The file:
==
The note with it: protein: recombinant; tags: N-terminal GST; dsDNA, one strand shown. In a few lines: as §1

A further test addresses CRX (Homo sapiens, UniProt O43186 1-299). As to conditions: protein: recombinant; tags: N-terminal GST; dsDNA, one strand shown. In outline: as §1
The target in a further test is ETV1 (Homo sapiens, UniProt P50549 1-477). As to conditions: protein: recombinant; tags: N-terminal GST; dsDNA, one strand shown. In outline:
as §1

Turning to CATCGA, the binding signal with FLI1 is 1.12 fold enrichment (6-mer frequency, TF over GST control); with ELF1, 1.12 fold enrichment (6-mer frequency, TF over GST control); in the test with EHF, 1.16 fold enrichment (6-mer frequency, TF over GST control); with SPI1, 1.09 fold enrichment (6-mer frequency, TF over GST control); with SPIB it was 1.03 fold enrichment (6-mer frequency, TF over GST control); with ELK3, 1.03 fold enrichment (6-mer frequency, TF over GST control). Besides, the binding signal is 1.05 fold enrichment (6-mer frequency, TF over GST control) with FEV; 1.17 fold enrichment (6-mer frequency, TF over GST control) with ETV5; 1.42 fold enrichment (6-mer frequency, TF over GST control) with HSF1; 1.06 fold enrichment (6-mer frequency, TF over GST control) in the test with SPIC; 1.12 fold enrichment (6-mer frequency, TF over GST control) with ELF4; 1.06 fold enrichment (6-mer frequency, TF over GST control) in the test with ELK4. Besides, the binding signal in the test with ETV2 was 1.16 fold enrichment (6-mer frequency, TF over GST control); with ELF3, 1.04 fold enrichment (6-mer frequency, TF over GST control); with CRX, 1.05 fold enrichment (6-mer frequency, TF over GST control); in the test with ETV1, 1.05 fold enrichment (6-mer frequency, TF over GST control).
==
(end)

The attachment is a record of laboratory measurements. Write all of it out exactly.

The note with it: protein: recombinant; tags: N-terminal GST; dsDNA, one strand shown. In a few lines: as §1

A further test addresses CRX (Homo sapiens, UniProt O43186 1-299). As to conditions: protein: recombinant; tags: N-terminal GST; dsDNA, one strand shown. In outline: as §1
The target in a further test is ETV1 (Homo sapiens, UniProt P50549 1-477). As to conditions: protein: recombinant; tags: N-terminal GST; dsDNA, one strand shown. In outline:
as §1

Turning to CATCGA, the binding signal with FLI1 is 1.12 fold enrichment (6-mer frequency, TF over GST control); with ELF1, 1.12 fold enrichment (6-mer frequency, TF over GST control); in the test with EHF, 1.16 fold enrichment (6-mer frequency, TF over GST control); with SPI1, 1.09 fold enrichment (6-mer frequency, TF over GST control); with SPIB it was 1.03 fold enrichment (6-mer frequency, TF over GST control); with ELK3, 1.03 fold enrichment (6-mer frequency, TF over GST control). Besides, the binding signal is 1.05 fold enrichment (6-mer frequency, TF over GST control) with FEV; 1.17 fold enrichment (6-mer frequency, TF over GST control) with ETV5; 1.42 fold enrichment (6-mer frequency, TF over GST control) with HSF1; 1.06 fold enrichment (6-mer frequency, TF over GST control) in the test with SPIC; 1.12 fold enrichment (6-mer frequency, TF over GST control) with ELF4; 1.06 fold enrichment (6-mer frequency, TF over GST control) in the test with ELK4. Besides, the binding signal in the test with ETV2 was 1.16 fold enrichment (6-mer frequency, TF over GST control); with ELF3, 1.04 fold enrichment (6-mer frequency, TF over GST control); with CRX, 1.05 fold enrichment (6-mer frequency, TF over GST control); in the test with ETV1, 1.05 fold enrichment (6-mer frequency, TF over GST control).